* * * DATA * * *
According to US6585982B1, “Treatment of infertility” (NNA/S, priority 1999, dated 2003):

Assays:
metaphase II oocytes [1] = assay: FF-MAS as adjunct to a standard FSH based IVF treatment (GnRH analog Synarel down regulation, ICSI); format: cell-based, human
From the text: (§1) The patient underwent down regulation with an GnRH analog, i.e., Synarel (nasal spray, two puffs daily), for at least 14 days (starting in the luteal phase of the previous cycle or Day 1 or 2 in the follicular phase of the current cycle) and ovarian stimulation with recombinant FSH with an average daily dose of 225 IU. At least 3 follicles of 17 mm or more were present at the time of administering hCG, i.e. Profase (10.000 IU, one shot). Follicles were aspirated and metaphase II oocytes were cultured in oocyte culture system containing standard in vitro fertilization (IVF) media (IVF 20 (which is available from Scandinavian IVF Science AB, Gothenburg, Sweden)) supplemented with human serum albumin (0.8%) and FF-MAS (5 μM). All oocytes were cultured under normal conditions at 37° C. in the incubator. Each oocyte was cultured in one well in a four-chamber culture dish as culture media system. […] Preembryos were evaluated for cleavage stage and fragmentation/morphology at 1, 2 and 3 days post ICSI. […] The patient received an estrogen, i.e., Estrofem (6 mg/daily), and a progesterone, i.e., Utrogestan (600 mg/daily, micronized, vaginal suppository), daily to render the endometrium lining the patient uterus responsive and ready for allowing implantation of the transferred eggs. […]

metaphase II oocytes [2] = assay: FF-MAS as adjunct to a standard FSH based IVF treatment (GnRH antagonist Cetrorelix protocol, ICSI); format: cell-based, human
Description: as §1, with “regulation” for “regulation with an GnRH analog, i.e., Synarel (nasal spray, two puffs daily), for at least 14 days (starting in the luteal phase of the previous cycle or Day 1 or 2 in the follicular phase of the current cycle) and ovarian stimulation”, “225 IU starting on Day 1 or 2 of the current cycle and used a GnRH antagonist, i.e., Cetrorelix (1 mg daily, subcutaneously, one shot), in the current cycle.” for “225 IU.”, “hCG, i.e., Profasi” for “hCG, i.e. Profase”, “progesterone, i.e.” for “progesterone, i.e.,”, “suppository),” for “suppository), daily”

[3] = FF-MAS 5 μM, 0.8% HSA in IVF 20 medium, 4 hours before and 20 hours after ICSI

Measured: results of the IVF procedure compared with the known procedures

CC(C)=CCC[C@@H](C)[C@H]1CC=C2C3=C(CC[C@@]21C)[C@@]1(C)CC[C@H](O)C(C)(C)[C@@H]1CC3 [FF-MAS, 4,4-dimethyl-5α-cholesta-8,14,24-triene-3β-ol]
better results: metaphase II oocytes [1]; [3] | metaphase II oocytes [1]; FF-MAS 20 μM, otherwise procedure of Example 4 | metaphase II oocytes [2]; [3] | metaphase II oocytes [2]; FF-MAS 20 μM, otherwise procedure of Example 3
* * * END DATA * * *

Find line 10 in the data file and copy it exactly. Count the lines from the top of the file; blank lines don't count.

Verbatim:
better results: metaphase II oocytes [1]; [3] | metaphase II oocytes [1]; FF-MAS 20 μM, otherwise procedure of Example 4 | metaphase II oocytes [2]; [3] | metaphase II oocytes [2]; FF-MAS 20 μM, otherwise procedure of Example 3